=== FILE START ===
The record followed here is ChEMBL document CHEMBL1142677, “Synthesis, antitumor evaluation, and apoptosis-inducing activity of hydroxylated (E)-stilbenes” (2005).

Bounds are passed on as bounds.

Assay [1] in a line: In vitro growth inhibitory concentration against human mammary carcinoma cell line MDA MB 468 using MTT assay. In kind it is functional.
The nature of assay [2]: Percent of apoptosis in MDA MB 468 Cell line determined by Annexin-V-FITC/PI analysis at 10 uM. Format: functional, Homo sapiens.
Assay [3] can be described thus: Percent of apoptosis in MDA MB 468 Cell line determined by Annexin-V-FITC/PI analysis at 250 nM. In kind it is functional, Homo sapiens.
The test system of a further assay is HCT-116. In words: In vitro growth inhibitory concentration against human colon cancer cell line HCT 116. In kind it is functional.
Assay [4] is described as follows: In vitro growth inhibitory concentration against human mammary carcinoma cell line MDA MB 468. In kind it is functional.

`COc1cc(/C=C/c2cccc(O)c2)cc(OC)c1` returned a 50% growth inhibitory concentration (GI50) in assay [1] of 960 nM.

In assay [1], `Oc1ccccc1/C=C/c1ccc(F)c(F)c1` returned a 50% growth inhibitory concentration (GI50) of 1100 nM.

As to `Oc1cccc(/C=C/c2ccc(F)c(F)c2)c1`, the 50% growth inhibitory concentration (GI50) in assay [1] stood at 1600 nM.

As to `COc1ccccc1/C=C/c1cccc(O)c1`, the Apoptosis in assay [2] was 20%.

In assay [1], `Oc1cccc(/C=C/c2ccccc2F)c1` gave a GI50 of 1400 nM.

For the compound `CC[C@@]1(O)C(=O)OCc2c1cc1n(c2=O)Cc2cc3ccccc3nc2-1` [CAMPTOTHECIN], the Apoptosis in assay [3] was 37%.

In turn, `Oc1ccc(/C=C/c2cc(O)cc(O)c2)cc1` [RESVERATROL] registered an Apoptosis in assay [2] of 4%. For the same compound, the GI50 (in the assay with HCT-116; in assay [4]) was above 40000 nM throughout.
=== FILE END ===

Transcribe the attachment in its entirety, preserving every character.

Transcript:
The record followed here is ChEMBL document CHEMBL1142677, “Synthesis, antitumor evaluation, and apoptosis-inducing activity of hydroxylated (E)-stilbenes” (2005).

Bounds are passed on as bounds.

Assay [1] in a line: In vitro growth inhibitory concentration against human mammary carcinoma cell line MDA MB 468 using MTT assay. In kind it is functional.
The nature of assay [2]: Percent of apoptosis in MDA MB 468 Cell line determined by Annexin-V-FITC/PI analysis at 10 uM. Format: functional, Homo sapiens.
Assay [3] can be described thus: Percent of apoptosis in MDA MB 468 Cell line determined by Annexin-V-FITC/PI analysis at 250 nM. In kind it is functional, Homo sapiens.
The test system of a further assay is HCT-116. In words: In vitro growth inhibitory concentration against human colon cancer cell line HCT 116. In kind it is functional.
Assay [4] is described as follows: In vitro growth inhibitory concentration against human mammary carcinoma cell line MDA MB 468. In kind it is functional.

`COc1cc(/C=C/c2cccc(O)c2)cc(OC)c1` returned a 50% growth inhibitory concentration (GI50) in assay [1] of 960 nM.

In assay [1], `Oc1ccccc1/C=C/c1ccc(F)c(F)c1` returned a 50% growth inhibitory concentration (GI50) of 1100 nM.

As to `Oc1cccc(/C=C/c2ccc(F)c(F)c2)c1`, the 50% growth inhibitory concentration (GI50) in assay [1] stood at 1600 nM.

As to `COc1ccccc1/C=C/c1cccc(O)c1`, the Apoptosis in assay [2] was 20%.

In assay [1], `Oc1cccc(/C=C/c2ccccc2F)c1` gave a GI50 of 1400 nM.

For the compound `CC[C@@]1(O)C(=O)OCc2c1cc1n(c2=O)Cc2cc3ccccc3nc2-1` [CAMPTOTHECIN], the Apoptosis in assay [3] was 37%.

In turn, `Oc1ccc(/C=C/c2cc(O)cc(O)c2)cc1` [RESVERATROL] registered an Apoptosis in assay [2] of 4%. For the same compound, the GI50 (in the assay with HCT-116; in assay [4]) was above 40000 nM throughout.